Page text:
“It means a lot to be able to worship in my own language and be around my people and bring my kids here, and pass down the culture to them, for them to grow up in that kind of environment,” said Therlonge.

She said that Sts. Peter and Paul’s pastor, Father Bryan Small, and the Haitian priests have been very supportive, but that with an estimated 80,000 Haitian Americans in Georgia, a full-time priest will fortify the community.

“People are excited about Father Carl being our chaplain. We are preparing for the Mass of presentation,” said Therlonge, who drives 35 minutes from Douglasville. “It’s good to be able to work with someone hand in hand in giving us all the pastoral care Haitians need in the archdiocese. And thanks to Archbishop Gregory, who has always been very supportive of our community. I know he played a major part in this dream becoming a reality.”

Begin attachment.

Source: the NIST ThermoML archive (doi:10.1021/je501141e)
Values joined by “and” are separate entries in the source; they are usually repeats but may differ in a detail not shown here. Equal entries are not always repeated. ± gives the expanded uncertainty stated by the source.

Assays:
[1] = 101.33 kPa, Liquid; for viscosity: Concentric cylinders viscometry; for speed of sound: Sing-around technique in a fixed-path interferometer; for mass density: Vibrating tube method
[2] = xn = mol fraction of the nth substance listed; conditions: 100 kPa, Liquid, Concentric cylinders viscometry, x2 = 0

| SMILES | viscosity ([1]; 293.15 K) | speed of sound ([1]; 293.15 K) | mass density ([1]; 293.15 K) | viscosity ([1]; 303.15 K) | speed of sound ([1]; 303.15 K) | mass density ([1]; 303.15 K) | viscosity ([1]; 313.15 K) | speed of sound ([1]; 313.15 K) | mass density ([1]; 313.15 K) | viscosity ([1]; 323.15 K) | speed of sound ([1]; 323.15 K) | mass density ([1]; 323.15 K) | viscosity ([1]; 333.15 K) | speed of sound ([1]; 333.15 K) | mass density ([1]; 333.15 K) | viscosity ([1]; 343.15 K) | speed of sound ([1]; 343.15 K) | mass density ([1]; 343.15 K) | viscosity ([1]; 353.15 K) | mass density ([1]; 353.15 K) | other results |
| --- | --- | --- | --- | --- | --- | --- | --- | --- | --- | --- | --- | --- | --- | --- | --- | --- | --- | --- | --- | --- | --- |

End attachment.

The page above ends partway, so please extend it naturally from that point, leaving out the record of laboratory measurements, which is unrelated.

She now is excited to help grow the community.

“Now we can plan and establish different goals for the community. It means everything to be able to worship in our language. Now we can build a legacy, and having Father Carl here will certainly help with that,” she said. “We have different Haitian groups all over Atlanta, but to have somebody provide pastoral and sacramental care is really important.” she said. “Some people don’t even know about the Haitian Catholic community. Even though we’ve been in existence 20 years, we’ve still got to get the word out because there’s a good group of Haitians here in Atlanta.”